Eat a light dinner at least two hours before sleeping. If you’re prone to heartburn, avoid spice or fatty foods, which can make your heartburn flare and prevent a restful sleep. Also, limit how much you drink before bed. Too much liquid can cause you to wake up repeatedly during the night for trips to the toilet.
Exercise at the right time for you.
Regular exercise can help you get a good night’s sleep. The timing and intensity of exercise seems to play a key role in its effects on sleep. If you are the type of person who gets energized or becomes more alert after exercise, it may be best not to exercise in the evening. Regular exercise in the morning even can help relieve insomnia, according to a study.
Avoid nicotine, caffeine and alcohol in the evening.
These are stimulants that can keep you awake. Smokers often experience withdrawal symptoms at night, and smoking in bed is dangerous. Avoid caffeine for eight hours before your planned bedtime. Your body doesn’t store caffeine, but it takes many hours to eliminate the stimulant and its effects. And although often believed to be a sedative, alcohol actually disrupts sleep.
Keep pets off the bed.
Does your pet sleep with you? This, too, may cause you to awaken during the night, either from allergies or pet movements. Fido and Fluffy might be better off on the floor than on your sheets.
Make your bedroom quiet, dark, cool, and comfortable.
Create a room that’s ideal for sleeping. Think about lighting: if you need to get up during the night, don’t use an overhead light, but rather a lamp or night-light. Think about temperature: Ideal room temperatures for sleeping are between 68 and 72 degrees Fahrenheit. Temperatures above 75 or below about 54 can disrupt sleep. Adjust humidity and noise levels to your preferences. Consider blackout curtains, eye covers, earplugs, extra blankets, etc. to create an environment that suits your needs.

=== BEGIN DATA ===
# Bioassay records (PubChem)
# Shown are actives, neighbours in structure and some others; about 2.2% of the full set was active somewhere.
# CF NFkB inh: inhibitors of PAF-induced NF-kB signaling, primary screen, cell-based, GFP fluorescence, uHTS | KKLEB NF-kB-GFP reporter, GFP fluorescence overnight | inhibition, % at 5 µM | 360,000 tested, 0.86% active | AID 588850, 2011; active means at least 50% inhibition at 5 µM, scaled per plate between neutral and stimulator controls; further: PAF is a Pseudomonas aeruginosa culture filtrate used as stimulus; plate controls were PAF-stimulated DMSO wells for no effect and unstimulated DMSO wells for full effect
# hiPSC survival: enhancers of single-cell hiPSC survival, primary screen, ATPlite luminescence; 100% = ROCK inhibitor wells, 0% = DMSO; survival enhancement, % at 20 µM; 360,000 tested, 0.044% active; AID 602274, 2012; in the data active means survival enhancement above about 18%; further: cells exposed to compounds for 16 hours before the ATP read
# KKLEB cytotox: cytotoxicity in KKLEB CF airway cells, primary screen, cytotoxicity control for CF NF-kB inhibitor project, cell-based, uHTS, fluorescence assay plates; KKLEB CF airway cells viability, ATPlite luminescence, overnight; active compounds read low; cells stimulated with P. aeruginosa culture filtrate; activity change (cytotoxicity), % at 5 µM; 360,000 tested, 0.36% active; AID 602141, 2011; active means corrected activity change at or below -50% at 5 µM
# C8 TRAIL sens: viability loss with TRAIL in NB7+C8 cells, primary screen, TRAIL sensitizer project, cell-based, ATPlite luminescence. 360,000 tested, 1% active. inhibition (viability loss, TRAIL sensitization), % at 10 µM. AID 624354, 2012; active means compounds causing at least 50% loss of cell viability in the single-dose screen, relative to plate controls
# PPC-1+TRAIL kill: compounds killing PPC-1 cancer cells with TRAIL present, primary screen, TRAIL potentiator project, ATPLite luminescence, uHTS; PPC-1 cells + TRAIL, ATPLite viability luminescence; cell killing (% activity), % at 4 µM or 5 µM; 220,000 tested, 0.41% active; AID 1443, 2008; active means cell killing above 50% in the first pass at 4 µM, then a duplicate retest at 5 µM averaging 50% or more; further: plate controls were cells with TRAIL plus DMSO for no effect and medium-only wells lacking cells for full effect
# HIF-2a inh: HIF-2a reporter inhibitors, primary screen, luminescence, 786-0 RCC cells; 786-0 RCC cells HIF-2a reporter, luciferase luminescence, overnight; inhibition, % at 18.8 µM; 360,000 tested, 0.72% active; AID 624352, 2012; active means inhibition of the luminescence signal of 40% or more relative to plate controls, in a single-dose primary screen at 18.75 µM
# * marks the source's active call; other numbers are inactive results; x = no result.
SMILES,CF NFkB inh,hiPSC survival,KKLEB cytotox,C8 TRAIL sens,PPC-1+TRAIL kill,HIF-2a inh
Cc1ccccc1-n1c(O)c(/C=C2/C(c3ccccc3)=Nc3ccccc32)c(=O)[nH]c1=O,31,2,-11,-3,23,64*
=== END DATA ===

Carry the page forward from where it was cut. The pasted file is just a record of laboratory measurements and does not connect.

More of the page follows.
Have a relaxing bedtime routine.
Do the same things each night to tell your body it’s time to wind down. Try things such as taking a warm bath or shower, reading a book, or listening to soothing music. Relaxing activities done with lowered lights can help ease the transition between wakefulness and sleepiness. Also, unwinding early in the evening helps so that worries and distractions don’t keep you from getting the restful night sleep you need.
Go to bed when tired and turn out the lights.
If you don’t fall asleep within 15 to 20 minutes, get up and do something else. Go back to bed when you’re tired. If you lay in bed agonizing over falling asleep, the stress will only prevent sleep.
Use sleeping pills as a last resort.
It is best to consult with your doctor before taking any sleeping pills to ensure the pills won’t interact with any other medications you might be taking. The doctor can also help you determine the best dosage. Never mix alcohol and sleeping pills.
If the above practices still don’t offer the sleep you need, talk with your doctor about an evaluation of the problem. Numerous other medical problems, from depression to sleep apnea, can also cause sleep disturbances and may need to be considered as part of the diagnosis.